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Tuesday, January 20, 2015

Sabbath Rest

I find it confusing that we, the church as a whole, can be so dogmatic about some laws in scripture, and completely skip over others. I guess it's a cultural thing?

The particular law I'm thinking of right now is to rest on the sabbath, or maybe more pertinent today, to rest one day a week. I've never met a pastor who openly practiced it. I've never heard a sermon on it. I've never heard someone say "I'm sorry, I can't take part in that event, it's on my sabbath."

Why is that? Why do we skip over something that seemed like a constant theme in the Bible. I do get that in Matthew 12 (and in the other gospels) Jesus and his disciples "defiled" the sabbath, and made it clear that the sabbath law was not an arbitrary one. I don't think he meant for us to ignore it altogether, though.

We are a culture that prizes itself on being too busy. We all want to be overachievers, and we never want to be called lazy. Deliberately taking an entire day off each week would be to sacrifice productivity, or so we think. I for one have found that I'm much more productive throughout the week when I know that I've got a day of rest coming. Of course, a day of rest for our family still isn't super restful in this season of life, but we try. I don't cook, we don't clean. Dennis and I take turns running away for a couple of hours of peace and quiet while the other one stays with the kids.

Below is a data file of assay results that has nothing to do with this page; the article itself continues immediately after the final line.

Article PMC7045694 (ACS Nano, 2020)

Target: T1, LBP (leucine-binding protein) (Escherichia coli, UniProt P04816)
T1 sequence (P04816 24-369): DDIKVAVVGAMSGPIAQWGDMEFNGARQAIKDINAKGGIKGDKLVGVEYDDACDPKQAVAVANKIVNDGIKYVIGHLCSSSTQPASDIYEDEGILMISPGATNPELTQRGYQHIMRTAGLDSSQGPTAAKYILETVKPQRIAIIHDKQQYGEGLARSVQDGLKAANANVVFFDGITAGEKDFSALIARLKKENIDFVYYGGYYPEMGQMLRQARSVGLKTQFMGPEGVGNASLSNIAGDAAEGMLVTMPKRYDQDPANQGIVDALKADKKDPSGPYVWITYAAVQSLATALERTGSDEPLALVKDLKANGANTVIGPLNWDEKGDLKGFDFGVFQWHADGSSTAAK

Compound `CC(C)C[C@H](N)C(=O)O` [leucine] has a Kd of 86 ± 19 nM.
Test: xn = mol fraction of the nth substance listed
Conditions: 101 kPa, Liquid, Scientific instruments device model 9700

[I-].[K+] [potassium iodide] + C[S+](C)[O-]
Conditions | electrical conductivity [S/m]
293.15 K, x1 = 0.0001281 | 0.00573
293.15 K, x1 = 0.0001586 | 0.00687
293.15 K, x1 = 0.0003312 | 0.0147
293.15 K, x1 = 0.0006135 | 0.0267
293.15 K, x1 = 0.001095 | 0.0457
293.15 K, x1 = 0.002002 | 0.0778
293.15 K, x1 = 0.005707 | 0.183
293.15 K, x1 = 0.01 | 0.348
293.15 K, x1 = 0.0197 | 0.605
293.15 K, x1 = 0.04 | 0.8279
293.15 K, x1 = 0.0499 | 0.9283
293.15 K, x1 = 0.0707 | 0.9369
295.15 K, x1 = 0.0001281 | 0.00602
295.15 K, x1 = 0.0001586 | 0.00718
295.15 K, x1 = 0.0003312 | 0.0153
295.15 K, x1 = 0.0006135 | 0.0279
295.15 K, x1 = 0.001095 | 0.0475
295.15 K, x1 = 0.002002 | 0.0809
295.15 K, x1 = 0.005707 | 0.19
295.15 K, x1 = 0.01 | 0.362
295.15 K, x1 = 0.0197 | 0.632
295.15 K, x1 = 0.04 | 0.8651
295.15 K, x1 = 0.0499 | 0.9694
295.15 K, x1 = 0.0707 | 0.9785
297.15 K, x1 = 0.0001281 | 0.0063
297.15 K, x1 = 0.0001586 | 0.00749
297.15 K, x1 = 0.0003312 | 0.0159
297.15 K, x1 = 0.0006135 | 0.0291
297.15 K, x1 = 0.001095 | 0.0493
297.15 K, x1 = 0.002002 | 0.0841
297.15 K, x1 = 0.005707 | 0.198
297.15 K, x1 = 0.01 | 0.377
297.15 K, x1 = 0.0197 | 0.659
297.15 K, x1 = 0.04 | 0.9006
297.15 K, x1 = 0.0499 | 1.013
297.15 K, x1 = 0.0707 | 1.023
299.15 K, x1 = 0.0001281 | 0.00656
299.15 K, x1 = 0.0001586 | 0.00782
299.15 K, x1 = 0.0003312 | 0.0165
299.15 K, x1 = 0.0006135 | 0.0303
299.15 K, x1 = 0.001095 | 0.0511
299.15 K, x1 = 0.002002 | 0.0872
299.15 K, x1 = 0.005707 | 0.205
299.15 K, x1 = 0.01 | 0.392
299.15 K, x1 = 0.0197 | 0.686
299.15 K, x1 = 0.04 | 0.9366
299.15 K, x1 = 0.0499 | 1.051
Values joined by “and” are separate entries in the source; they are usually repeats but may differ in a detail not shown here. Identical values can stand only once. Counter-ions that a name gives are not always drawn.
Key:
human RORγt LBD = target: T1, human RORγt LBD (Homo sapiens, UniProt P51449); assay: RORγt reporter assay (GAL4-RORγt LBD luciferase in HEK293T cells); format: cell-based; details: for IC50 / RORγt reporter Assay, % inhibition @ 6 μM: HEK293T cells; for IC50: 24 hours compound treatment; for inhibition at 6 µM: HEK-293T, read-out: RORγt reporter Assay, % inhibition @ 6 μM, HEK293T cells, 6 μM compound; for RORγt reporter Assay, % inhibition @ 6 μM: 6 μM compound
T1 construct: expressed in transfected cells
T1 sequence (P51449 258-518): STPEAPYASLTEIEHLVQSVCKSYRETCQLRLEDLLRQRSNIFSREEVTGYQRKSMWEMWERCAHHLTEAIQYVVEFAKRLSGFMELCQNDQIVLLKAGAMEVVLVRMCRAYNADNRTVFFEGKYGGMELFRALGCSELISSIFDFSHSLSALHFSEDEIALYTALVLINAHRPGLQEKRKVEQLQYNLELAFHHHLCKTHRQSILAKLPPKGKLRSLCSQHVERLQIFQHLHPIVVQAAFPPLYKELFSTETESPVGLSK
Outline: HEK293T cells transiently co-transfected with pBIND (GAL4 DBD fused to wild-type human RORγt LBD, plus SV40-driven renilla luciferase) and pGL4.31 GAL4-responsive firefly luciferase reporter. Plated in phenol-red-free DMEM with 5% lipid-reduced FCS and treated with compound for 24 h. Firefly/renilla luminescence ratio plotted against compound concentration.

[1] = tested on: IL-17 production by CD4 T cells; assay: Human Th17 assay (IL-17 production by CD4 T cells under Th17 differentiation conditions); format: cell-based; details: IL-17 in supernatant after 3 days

I think ignoring the sabbath is a warning sign of deeper issues for a couple of reasons. One of them is that we think our success depends on our hard work, and we just can't afford to take a day off. This is a form of trying to take control from God. I also think that we were designed for rest, and ignoring that need can end in burnout, a health crisis and less efficient work and thought, among other things. (Ask me how I know...)

Also important, we need a day to intentionally reflect on the past week and plan for the next one. To meditate on scripture and who God is. A reset day to help us keep our focus on the right things.

Of course, we are not all able to take a complete sabbath each week, and I think Christ was clear that the sabbath was made to serve us, not the other way around. Like I said, our sabbaths are still full of work in that we have to keep our kids alive and fed and moderately clean seven days a week. We still try, though, and I think we can all work in at least a couple of hours of intentional rest a week.

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